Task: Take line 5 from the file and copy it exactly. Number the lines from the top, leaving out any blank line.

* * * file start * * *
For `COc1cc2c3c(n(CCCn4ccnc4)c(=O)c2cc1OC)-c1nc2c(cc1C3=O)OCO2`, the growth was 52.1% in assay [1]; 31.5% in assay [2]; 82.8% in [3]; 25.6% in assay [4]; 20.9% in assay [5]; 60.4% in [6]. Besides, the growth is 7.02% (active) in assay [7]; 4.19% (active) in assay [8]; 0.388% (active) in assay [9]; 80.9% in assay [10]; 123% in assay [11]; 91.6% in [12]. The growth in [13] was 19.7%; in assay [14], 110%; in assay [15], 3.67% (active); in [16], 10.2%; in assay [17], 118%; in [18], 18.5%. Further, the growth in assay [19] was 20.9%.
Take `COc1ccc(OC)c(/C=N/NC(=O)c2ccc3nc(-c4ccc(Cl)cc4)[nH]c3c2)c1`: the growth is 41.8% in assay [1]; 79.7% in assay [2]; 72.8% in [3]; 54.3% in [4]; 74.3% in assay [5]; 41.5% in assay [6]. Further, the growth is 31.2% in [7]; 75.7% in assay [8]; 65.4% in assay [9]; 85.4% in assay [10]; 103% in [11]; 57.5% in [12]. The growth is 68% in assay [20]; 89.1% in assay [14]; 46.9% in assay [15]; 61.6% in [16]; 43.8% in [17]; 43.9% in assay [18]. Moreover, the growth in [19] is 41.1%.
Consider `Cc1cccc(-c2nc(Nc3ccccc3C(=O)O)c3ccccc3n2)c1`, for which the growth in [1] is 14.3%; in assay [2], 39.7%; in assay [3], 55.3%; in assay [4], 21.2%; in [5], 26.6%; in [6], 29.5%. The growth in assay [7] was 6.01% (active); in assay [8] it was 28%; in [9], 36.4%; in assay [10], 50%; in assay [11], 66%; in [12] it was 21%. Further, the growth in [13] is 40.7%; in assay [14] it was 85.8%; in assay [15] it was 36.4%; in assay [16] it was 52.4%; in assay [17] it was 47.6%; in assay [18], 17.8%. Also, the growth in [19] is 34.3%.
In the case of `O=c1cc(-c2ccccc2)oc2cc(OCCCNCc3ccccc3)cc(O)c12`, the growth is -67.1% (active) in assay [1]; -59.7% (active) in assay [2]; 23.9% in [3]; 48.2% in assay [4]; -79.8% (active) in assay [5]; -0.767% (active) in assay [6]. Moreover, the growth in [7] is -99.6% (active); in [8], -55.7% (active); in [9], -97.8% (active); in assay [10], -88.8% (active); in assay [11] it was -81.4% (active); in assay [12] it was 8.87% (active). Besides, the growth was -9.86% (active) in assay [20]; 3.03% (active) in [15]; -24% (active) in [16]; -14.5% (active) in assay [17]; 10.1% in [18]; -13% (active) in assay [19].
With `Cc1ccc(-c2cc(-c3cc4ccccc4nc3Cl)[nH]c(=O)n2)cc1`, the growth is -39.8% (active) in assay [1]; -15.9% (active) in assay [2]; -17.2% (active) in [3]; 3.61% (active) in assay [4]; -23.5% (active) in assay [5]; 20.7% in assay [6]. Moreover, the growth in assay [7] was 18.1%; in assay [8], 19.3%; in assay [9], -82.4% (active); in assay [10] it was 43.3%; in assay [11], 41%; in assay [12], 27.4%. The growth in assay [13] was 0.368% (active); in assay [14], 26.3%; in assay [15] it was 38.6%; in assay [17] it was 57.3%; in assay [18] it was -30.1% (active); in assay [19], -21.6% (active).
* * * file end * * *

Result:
With `Cc1ccc(-c2cc(-c3cc4ccccc4nc3Cl)[nH]c(=O)n2)cc1`, the growth is -39.8% (active) in assay [1]; -15.9% (active) in assay [2]; -17.2% (active) in [3]; 3.61% (active) in assay [4]; -23.5% (active) in assay [5]; 20.7% in assay [6]. Moreover, the growth in assay [7] was 18.1%; in assay [8], 19.3%; in assay [9], -82.4% (active); in assay [10] it was 43.3%; in assay [11], 41%; in assay [12], 27.4%. The growth in assay [13] was 0.368% (active); in assay [14], 26.3%; in assay [15] it was 38.6%; in assay [17] it was 57.3%; in assay [18] it was -30.1% (active); in assay [19], -21.6% (active).